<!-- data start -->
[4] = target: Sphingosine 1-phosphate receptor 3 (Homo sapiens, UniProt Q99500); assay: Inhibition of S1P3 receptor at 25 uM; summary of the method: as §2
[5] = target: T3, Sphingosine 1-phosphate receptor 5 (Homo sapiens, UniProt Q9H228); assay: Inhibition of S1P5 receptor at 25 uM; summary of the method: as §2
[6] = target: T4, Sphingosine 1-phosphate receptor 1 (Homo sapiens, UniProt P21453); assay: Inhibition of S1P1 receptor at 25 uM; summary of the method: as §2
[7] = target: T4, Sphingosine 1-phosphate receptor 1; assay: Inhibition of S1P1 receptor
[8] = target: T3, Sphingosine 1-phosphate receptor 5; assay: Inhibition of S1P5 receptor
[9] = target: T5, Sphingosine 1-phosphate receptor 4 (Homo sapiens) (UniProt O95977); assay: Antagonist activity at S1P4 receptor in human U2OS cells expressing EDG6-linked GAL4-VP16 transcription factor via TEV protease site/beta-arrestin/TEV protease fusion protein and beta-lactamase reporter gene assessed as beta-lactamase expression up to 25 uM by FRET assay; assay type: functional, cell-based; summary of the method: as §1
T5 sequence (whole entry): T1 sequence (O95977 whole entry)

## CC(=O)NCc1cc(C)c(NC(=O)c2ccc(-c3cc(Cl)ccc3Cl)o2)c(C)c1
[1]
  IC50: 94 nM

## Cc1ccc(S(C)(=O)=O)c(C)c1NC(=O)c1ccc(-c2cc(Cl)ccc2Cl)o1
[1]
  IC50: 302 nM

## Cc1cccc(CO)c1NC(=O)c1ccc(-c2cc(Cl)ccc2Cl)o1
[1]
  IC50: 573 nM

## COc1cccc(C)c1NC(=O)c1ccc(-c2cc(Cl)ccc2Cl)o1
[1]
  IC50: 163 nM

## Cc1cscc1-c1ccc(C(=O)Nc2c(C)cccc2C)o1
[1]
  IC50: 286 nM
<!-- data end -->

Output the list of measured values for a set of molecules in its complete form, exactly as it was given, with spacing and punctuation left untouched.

[4] = target: Sphingosine 1-phosphate receptor 3 (Homo sapiens, UniProt Q99500); assay: Inhibition of S1P3 receptor at 25 uM; summary of the method: as §2
[5] = target: T3, Sphingosine 1-phosphate receptor 5 (Homo sapiens, UniProt Q9H228); assay: Inhibition of S1P5 receptor at 25 uM; summary of the method: as §2
[6] = target: T4, Sphingosine 1-phosphate receptor 1 (Homo sapiens, UniProt P21453); assay: Inhibition of S1P1 receptor at 25 uM; summary of the method: as §2
[7] = target: T4, Sphingosine 1-phosphate receptor 1; assay: Inhibition of S1P1 receptor
[8] = target: T3, Sphingosine 1-phosphate receptor 5; assay: Inhibition of S1P5 receptor
[9] = target: T5, Sphingosine 1-phosphate receptor 4 (Homo sapiens) (UniProt O95977); assay: Antagonist activity at S1P4 receptor in human U2OS cells expressing EDG6-linked GAL4-VP16 transcription factor via TEV protease site/beta-arrestin/TEV protease fusion protein and beta-lactamase reporter gene assessed as beta-lactamase expression up to 25 uM by FRET assay; assay type: functional, cell-based; summary of the method: as §1
T5 sequence (whole entry): T1 sequence (O95977 whole entry)

## CC(=O)NCc1cc(C)c(NC(=O)c2ccc(-c3cc(Cl)ccc3Cl)o2)c(C)c1
[1]
  IC50: 94 nM

## Cc1ccc(S(C)(=O)=O)c(C)c1NC(=O)c1ccc(-c2cc(Cl)ccc2Cl)o1
[1]
  IC50: 302 nM

## Cc1cccc(CO)c1NC(=O)c1ccc(-c2cc(Cl)ccc2Cl)o1
[1]
  IC50: 573 nM

## COc1cccc(C)c1NC(=O)c1ccc(-c2cc(Cl)ccc2Cl)o1
[1]
  IC50: 163 nM

## Cc1cscc1-c1ccc(C(=O)Nc2c(C)cccc2C)o1
[1]
  IC50: 286 nM